Linux tip, Fedora tip / howto: setting up an OBD2 Bluetooth adapter
setting up an OBD2 Bluetooth adapterMy car was behaving a bit more sluggishly than I expected, so I decided to investigate. The goal was to plug an OBD2 bluetooth adapter into the OBD2 port of my car (a 2004 Opel/Vauxhall Astra 1.6) and make it talk to an Acer Aspire One laptop running Linux (CentOS 6.3).
The end goal is to get graphs like this one (click on it for a larger version):
We'll work our way from the car "upwards":
Check your service manual or look online to find the location of the connector in your car. In my case I had to use a flat head screwdriver to flip open a panel below the handbrake to expose the connector.
After browsing some reviews, I ended up getting this one: "Supper Mini Bluetooth Car Code Reader / ELM327 Power 2" (for £11.95).
This is what it looks like (note the small bluetooth symbol after the "POWER2"):
And this is what it looks like connected (the red light is always on):
Note: just now I found that my car battery is dead, after not having used the car for a few days, and left the adapter in. I can't be sure it was the adapter that drained the battery (I won't leave it in anymore though).
The adapter is tiny (those squares are 5mm x 5mm):
After connecting it, lsusb shows this (the various numbers may be different for you):
I had most success with the blueman bluetooth software. To install, run:
The gnome bluetooth software only gave me trouble. You can ditch it by running (as root):
Once installed, there should appear a small bluetooth icon in your panel (you can double check you're using the Blueman applet by selecting the "About" option).
Turn on the laptop, and once started up and logged in, right-click the bluetooth icon in the panel and select "Setup new device...", then click the "Forward" button.
In the dialog that appears next, a device "OBDII" should show up in the list. Select it, and then click "Forward".
Next, select "Use Custom Passkey", and type "1234" as the key (this number may be different for your OBD2 adapter):
Next, select "Serial Port":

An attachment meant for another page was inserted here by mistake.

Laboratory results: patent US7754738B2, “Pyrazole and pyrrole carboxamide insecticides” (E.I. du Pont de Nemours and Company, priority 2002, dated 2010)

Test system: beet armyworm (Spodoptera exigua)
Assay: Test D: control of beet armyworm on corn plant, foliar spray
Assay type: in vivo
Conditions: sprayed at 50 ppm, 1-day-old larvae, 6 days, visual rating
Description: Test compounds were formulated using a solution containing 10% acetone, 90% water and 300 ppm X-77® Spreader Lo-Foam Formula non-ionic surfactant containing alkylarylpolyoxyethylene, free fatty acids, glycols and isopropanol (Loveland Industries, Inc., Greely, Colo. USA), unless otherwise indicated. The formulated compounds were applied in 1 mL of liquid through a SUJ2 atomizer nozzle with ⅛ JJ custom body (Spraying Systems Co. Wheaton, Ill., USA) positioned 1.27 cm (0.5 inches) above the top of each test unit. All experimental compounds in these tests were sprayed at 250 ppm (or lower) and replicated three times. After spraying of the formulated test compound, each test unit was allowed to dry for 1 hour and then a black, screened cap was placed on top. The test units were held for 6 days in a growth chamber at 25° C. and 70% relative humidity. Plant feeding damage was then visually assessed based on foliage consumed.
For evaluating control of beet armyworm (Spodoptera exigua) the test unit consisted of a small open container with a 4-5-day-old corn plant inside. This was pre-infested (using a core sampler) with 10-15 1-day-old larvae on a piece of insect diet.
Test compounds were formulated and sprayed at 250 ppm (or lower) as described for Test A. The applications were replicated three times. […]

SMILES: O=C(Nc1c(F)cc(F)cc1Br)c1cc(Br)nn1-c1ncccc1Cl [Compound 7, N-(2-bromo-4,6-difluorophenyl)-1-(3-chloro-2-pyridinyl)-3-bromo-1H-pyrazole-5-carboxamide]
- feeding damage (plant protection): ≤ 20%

After that, you should get a confirmation like this:
I managed this with the "ScanTool" program, downloaded from the ScanTool.net downloads page. Get the scantool_net121src.zip source archive.
There may be other, better solutions by now (send me a note using the form below if you know of one :-). For example, freediag looks interesting.
Create a directory for it, and unzip the source:
Some changes need to be made to the makefile and source code:
In the file globals.h, uncomment line 9:
I fixed a bug in the logging code in main.c, and added the logging of timestamps. Download a copy of the updated main.c.
Now you should be good to compile, so run make (send me a note if you get any compilation errors).
When you run ScanTool, it'll show you a warning (just click "CONTINUE"):
Next, click "Sensor Data" to see screens like this one (as you can see from the numbers, I didn't start the engine yet):
[Sat Feb 14 21:54:29 2015][TX]010D[/TX]
You can see the incoming data rate is about 2 pieces of information a second. You can set which data ScanTool should query, so bear in mind that if you're reading a lot of them, the resulting resolution will not be great (conversely, if you'd like to log the engine RPM twice a second, for example, enable the reading of that sensor only).
I wrote a small Perl script: process_comm_log.pl that converts the logfile to a data file that gnuplot can use.